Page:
The Design of Everyday Things, Número 842

Portada
Doubleday, 1988 - 257 páginas
1 Reseña
Even the smartest among us can feel inept as we fail to figure our which light switch or oven burner to turn on, or whether to push, pull, or slide a door. The fault, argues this book, lies not in ourselves, but in product design that ignores the needs of users and the principles of cognitive psychology. The problems range from ambiguous and hidden controls to arbitrary relationships between controls and functions, coupled with a lack of feedback or other assistance and unreasonable demands on memorization. The book presents examples aplenty, among them, the VCR, computer, and office telephone, all models of how not to design for people. But good, usable design is possible. The rules are simple: make things visible, exploit natural relationships that couple function and control, and make intelligent use of constraints. The goal: guide the user effortlessly to the right action on the right control at the right time. But the designer must care. The author is a world-famous psychologist and pioneer in the application of cognitive science. His aim is to raise the consciousness of both consumers and designers to the delights of products that are easy to use and understand.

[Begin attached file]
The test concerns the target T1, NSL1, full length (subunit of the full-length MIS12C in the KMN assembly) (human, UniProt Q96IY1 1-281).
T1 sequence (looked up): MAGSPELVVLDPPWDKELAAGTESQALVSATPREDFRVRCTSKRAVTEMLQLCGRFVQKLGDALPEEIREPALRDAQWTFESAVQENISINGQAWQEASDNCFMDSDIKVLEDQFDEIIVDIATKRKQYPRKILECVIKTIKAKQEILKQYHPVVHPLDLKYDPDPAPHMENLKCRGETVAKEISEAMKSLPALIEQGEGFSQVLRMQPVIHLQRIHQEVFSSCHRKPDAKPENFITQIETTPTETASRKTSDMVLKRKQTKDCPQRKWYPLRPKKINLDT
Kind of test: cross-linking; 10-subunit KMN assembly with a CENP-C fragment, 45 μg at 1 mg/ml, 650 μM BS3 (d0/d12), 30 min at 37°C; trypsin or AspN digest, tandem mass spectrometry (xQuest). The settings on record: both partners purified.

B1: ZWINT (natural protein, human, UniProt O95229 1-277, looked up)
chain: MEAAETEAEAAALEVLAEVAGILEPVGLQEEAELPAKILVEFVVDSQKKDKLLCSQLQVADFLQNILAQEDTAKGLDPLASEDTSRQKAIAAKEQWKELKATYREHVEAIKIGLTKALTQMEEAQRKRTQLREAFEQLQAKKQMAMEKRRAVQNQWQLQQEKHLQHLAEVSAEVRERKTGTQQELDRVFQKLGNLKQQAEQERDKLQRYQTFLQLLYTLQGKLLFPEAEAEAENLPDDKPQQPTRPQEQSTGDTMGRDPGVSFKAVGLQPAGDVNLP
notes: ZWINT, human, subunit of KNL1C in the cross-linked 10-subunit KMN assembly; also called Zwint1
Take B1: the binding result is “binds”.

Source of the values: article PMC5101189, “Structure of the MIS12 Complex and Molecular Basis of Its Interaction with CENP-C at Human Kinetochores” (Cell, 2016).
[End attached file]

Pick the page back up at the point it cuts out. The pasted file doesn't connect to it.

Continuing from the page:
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Sobre el autor (1988)

Business Week" has named Don Norman as one of the world's most influential designers. He has been both a professor and an executive: he was Vice President of Advanced Technology at Apple; his company, the Nielsen Norman Group, helps companies produce human-centered products and services; he has been on the faculty at Harvard, the University of California, San Diego, Northwestern University, and KAIST, in South Korea. He is the author of many books, including "The Design of Everyday Things", "The Invisible Computer" (MIT Press, 1998), "Emotional Design", and "The Design of Future Things".

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